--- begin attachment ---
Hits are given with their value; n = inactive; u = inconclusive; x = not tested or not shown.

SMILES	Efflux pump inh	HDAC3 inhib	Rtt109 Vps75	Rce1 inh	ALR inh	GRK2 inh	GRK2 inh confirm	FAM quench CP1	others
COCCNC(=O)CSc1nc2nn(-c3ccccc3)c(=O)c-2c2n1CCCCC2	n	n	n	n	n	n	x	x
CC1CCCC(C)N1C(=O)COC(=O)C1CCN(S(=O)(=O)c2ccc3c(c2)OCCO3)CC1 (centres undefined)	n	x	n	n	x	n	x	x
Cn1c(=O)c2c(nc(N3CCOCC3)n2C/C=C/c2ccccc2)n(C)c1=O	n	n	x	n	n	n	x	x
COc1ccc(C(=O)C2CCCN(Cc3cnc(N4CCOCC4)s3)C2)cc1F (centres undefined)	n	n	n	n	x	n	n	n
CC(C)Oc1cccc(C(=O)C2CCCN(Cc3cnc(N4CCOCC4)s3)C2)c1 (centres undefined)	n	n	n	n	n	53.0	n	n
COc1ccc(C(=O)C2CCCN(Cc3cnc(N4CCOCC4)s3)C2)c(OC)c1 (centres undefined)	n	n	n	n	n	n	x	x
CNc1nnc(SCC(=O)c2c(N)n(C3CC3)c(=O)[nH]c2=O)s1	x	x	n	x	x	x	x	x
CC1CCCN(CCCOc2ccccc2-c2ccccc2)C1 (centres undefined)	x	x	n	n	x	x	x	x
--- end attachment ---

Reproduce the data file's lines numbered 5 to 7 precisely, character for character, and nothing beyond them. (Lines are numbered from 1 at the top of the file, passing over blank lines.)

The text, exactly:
Cn1c(=O)c2c(nc(N3CCOCC3)n2C/C=C/c2ccccc2)n(C)c1=O	n	n	x	n	n	n	x	x
COc1ccc(C(=O)C2CCCN(Cc3cnc(N4CCOCC4)s3)C2)cc1F (centres undefined)	n	n	n	n	x	n	n	n
CC(C)Oc1cccc(C(=O)C2CCCN(Cc3cnc(N4CCOCC4)s3)C2)c1 (centres undefined)	n	n	n	n	n	53.0	n	n